But if you just want this particular feature we’ve also spun off the database to a $1.99 iPhone / iPad app called EditCodes:

    Larry replies: Thanks, Jon, for sharing this. Digital Rebellion makes good products and I’m happy to spread the word.

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    Warren Harrison asks:

    Hi, Larry. I just purchased your FCP X training. I run a small video business (more of a hobby) and with the release of FCP X I’m ready to move up from iMovie, which I’ve been using in my business for the past 3 years.

    I watched the first chapter, and immediately appreciate your suggestion that I should create a Source Media folder and copy immediately from my SD Cards to this folder before ingesting into FCPX.

    Here’s my question. I don’t know how I’m supposed to copy my video footage from the card to the Source Media folder. I understand and like your suggested naming protocol, but ‘m confused by all of the folders that I see when I open the SD Card in the Finder. I’d really appreciate learning the very specific manner in which files are copied from the card to the Source Media folder. It doesn’t appear that this very important step is addressed in the training.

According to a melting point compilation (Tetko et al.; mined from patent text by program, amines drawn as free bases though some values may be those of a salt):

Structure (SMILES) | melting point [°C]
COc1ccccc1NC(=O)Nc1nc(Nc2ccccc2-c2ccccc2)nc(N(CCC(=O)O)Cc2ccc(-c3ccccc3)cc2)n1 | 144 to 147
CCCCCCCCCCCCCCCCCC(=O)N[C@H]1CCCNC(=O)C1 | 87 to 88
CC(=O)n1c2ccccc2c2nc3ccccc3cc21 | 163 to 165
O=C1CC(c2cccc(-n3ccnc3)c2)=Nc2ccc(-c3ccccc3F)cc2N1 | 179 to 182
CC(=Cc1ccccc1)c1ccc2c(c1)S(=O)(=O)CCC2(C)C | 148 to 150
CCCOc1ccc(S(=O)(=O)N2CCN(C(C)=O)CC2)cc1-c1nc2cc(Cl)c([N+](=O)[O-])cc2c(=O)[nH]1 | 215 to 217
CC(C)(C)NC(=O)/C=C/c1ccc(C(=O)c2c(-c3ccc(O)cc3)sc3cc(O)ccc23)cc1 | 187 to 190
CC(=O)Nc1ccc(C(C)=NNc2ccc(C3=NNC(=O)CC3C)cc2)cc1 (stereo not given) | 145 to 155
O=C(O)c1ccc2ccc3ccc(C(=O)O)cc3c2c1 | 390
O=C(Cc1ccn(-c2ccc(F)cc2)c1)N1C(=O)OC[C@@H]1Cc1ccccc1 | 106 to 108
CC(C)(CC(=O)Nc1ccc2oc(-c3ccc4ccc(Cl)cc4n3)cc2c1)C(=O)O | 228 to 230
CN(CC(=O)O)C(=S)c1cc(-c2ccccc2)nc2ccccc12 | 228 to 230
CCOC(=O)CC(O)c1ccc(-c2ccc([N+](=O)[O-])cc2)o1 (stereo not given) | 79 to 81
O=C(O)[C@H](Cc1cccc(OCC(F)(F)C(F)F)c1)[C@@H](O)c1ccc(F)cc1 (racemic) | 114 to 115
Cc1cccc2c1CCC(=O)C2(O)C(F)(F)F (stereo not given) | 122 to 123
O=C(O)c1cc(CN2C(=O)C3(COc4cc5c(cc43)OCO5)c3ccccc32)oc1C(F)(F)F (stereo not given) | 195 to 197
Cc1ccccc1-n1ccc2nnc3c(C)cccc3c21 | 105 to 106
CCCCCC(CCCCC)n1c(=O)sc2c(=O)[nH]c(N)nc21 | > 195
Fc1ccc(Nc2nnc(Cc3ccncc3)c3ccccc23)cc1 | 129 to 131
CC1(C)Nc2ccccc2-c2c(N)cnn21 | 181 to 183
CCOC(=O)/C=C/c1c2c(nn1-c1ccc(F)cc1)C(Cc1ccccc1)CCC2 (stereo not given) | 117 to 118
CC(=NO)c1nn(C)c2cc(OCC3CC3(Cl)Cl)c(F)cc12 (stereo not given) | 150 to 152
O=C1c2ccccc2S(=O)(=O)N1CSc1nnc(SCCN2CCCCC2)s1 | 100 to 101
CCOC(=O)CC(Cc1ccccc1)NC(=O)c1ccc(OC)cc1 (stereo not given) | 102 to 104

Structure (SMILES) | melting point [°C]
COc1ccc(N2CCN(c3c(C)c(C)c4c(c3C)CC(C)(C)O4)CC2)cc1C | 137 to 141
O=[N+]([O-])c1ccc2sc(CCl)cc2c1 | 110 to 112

Larry replies: Warren, thanks for writing — and thanks for your kind words about my FCP X training.

    Copying files from a card is just like copying files from one hard disk to another.

    1. Create the folder on your hard drive where you want to store your media.

    (Here’s an article that can help with naming the folder: A Note on Naming Folders for Tapeless Media)

    2. Open the card on your desktop.

    3. Type Command+A (or choose Edit > Select All). This selects every file and folder on the card. Don’t worry about what’s in the folders – FCP will handle that. You just need to copy everything to your hard drive.

    4. Drag all the selected folders and files into the folder you created in Step 1. This copies the entire contents of the card into that folder. At which point, you are ready to import the files into Final Cut Pro.